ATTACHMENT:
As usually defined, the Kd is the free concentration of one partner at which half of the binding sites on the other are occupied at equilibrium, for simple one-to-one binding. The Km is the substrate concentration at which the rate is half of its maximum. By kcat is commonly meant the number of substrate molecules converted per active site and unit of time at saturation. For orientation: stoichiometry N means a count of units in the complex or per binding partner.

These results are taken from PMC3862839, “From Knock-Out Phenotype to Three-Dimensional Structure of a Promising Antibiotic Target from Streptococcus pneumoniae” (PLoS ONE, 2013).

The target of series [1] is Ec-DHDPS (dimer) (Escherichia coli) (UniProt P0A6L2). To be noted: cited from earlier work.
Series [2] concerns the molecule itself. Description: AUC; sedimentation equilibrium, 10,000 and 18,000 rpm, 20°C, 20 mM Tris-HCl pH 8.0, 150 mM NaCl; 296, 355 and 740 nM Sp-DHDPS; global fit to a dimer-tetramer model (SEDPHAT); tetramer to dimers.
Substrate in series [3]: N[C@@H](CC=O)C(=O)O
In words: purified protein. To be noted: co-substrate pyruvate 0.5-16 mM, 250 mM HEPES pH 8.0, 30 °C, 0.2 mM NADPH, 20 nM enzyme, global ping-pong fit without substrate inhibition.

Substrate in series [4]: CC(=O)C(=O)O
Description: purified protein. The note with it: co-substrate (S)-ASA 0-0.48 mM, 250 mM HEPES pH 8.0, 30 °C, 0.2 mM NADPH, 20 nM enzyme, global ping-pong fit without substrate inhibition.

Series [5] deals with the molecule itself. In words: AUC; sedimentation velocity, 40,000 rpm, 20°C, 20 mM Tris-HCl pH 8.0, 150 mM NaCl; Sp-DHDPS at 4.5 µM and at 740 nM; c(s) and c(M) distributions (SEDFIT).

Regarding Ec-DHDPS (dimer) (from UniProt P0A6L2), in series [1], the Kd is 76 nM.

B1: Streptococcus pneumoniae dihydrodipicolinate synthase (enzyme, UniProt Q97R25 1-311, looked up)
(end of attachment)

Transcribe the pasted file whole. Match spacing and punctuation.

As usually defined, the Kd is the free concentration of one partner at which half of the binding sites on the other are occupied at equilibrium, for simple one-to-one binding. The Km is the substrate concentration at which the rate is half of its maximum. By kcat is commonly meant the number of substrate molecules converted per active site and unit of time at saturation. For orientation: stoichiometry N means a count of units in the complex or per binding partner.

These results are taken from PMC3862839, “From Knock-Out Phenotype to Three-Dimensional Structure of a Promising Antibiotic Target from Streptococcus pneumoniae” (PLoS ONE, 2013).

The target of series [1] is Ec-DHDPS (dimer) (Escherichia coli) (UniProt P0A6L2). To be noted: cited from earlier work.
Series [2] concerns the molecule itself. Description: AUC; sedimentation equilibrium, 10,000 and 18,000 rpm, 20°C, 20 mM Tris-HCl pH 8.0, 150 mM NaCl; 296, 355 and 740 nM Sp-DHDPS; global fit to a dimer-tetramer model (SEDPHAT); tetramer to dimers.
Substrate in series [3]: N[C@@H](CC=O)C(=O)O
In words: purified protein. To be noted: co-substrate pyruvate 0.5-16 mM, 250 mM HEPES pH 8.0, 30 °C, 0.2 mM NADPH, 20 nM enzyme, global ping-pong fit without substrate inhibition.

Substrate in series [4]: CC(=O)C(=O)O
Description: purified protein. The note with it: co-substrate (S)-ASA 0-0.48 mM, 250 mM HEPES pH 8.0, 30 °C, 0.2 mM NADPH, 20 nM enzyme, global ping-pong fit without substrate inhibition.

Series [5] deals with the molecule itself. In words: AUC; sedimentation velocity, 40,000 rpm, 20°C, 20 mM Tris-HCl pH 8.0, 150 mM NaCl; Sp-DHDPS at 4.5 µM and at 740 nM; c(s) and c(M) distributions (SEDFIT).

Regarding Ec-DHDPS (dimer) (from UniProt P0A6L2), in series [1], the Kd is 76 nM.

B1: Streptococcus pneumoniae dihydrodipicolinate synthase (enzyme, UniProt Q97R25 1-311, looked up)